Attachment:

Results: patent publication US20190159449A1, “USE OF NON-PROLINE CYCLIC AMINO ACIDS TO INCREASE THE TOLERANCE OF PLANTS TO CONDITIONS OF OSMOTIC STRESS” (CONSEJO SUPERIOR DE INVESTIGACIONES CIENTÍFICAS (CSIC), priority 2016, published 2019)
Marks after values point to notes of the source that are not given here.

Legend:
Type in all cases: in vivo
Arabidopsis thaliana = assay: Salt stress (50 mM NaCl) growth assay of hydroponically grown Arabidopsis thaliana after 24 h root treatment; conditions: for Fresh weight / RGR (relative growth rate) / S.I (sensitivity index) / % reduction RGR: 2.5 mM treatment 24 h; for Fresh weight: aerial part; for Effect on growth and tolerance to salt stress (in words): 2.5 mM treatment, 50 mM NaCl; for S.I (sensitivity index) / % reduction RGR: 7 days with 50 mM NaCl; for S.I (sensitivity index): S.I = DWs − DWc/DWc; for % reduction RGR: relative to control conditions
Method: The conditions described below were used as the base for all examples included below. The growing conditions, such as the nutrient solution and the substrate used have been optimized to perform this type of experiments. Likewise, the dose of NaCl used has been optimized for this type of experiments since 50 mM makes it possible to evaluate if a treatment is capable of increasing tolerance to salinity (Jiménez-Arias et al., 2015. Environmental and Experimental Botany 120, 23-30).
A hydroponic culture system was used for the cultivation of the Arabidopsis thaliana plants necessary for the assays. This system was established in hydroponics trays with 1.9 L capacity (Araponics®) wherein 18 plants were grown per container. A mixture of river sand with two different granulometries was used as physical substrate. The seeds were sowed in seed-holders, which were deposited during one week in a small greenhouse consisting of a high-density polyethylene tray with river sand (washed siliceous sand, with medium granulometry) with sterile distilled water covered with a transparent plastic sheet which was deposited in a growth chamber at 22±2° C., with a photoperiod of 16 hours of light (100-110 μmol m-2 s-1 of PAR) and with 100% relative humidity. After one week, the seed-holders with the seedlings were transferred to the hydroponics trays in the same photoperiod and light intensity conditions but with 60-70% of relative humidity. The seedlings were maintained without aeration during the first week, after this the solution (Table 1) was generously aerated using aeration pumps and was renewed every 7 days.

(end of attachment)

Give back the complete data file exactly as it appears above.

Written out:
Results: patent publication US20190159449A1, “USE OF NON-PROLINE CYCLIC AMINO ACIDS TO INCREASE THE TOLERANCE OF PLANTS TO CONDITIONS OF OSMOTIC STRESS” (CONSEJO SUPERIOR DE INVESTIGACIONES CIENTÍFICAS (CSIC), priority 2016, published 2019)
Marks after values point to notes of the source that are not given here.

Legend:
Type in all cases: in vivo
Arabidopsis thaliana = assay: Salt stress (50 mM NaCl) growth assay of hydroponically grown Arabidopsis thaliana after 24 h root treatment; conditions: for Fresh weight / RGR (relative growth rate) / S.I (sensitivity index) / % reduction RGR: 2.5 mM treatment 24 h; for Fresh weight: aerial part; for Effect on growth and tolerance to salt stress (in words): 2.5 mM treatment, 50 mM NaCl; for S.I (sensitivity index) / % reduction RGR: 7 days with 50 mM NaCl; for S.I (sensitivity index): S.I = DWs − DWc/DWc; for % reduction RGR: relative to control conditions
Method: The conditions described below were used as the base for all examples included below. The growing conditions, such as the nutrient solution and the substrate used have been optimized to perform this type of experiments. Likewise, the dose of NaCl used has been optimized for this type of experiments since 50 mM makes it possible to evaluate if a treatment is capable of increasing tolerance to salinity (Jiménez-Arias et al., 2015. Environmental and Experimental Botany 120, 23-30).
A hydroponic culture system was used for the cultivation of the Arabidopsis thaliana plants necessary for the assays. This system was established in hydroponics trays with 1.9 L capacity (Araponics®) wherein 18 plants were grown per container. A mixture of river sand with two different granulometries was used as physical substrate. The seeds were sowed in seed-holders, which were deposited during one week in a small greenhouse consisting of a high-density polyethylene tray with river sand (washed siliceous sand, with medium granulometry) with sterile distilled water covered with a transparent plastic sheet which was deposited in a growth chamber at 22±2° C., with a photoperiod of 16 hours of light (100-110 μmol m-2 s-1 of PAR) and with 100% relative humidity. After one week, the seed-holders with the seedlings were transferred to the hydroponics trays in the same photoperiod and light intensity conditions but with 60-70% of relative humidity. The seedlings were maintained without aeration during the first week, after this the solution (Table 1) was generously aerated using aeration pumps and was renewed every 7 days.